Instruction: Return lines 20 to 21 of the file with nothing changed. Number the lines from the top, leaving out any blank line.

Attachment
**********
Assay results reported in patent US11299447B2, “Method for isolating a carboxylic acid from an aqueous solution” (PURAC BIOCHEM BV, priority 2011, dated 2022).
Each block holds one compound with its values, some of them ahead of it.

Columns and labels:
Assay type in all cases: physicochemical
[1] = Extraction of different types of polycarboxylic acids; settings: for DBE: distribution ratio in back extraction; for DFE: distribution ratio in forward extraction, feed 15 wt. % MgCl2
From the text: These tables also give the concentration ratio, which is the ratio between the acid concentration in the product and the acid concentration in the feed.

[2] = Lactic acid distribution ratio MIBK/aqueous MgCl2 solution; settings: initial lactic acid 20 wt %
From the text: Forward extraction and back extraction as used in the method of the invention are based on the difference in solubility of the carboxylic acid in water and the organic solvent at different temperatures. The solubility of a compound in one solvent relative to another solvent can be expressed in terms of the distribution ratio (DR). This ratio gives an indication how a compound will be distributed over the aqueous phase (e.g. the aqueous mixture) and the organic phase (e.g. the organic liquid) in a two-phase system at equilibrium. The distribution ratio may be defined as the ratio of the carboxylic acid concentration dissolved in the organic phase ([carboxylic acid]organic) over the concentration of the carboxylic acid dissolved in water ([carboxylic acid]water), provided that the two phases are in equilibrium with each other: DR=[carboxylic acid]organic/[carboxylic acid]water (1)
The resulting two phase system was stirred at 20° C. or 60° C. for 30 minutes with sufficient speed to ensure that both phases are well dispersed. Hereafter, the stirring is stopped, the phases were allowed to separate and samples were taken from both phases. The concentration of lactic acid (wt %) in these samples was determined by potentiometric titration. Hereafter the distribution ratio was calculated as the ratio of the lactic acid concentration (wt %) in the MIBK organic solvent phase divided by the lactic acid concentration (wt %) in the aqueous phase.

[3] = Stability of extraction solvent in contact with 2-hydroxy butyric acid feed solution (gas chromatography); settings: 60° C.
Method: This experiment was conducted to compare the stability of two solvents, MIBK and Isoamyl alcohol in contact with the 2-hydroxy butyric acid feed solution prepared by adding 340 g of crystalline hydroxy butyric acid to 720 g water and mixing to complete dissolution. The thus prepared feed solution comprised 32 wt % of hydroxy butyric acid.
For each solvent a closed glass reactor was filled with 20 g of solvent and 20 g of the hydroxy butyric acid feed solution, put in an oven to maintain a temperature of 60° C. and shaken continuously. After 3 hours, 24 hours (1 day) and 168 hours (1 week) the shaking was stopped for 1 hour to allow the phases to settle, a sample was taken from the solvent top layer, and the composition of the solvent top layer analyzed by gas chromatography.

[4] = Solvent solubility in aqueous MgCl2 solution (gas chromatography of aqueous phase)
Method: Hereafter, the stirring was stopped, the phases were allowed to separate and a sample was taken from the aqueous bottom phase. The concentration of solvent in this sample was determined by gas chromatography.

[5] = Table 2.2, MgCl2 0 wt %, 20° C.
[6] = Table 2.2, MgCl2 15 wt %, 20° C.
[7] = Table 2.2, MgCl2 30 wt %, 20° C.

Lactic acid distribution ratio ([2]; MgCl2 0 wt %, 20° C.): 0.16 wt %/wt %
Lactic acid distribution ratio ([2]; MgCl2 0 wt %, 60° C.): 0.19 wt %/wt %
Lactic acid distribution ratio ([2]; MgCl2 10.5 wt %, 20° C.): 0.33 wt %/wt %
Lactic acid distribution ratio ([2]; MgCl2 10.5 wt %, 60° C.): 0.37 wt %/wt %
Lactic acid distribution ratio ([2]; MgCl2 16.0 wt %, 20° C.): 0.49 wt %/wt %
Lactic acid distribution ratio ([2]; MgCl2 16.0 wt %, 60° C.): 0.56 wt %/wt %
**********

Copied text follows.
Lactic acid distribution ratio ([2]; MgCl2 10.5 wt %, 20° C.): 0.33 wt %/wt %
Lactic acid distribution ratio ([2]; MgCl2 10.5 wt %, 60° C.): 0.37 wt %/wt %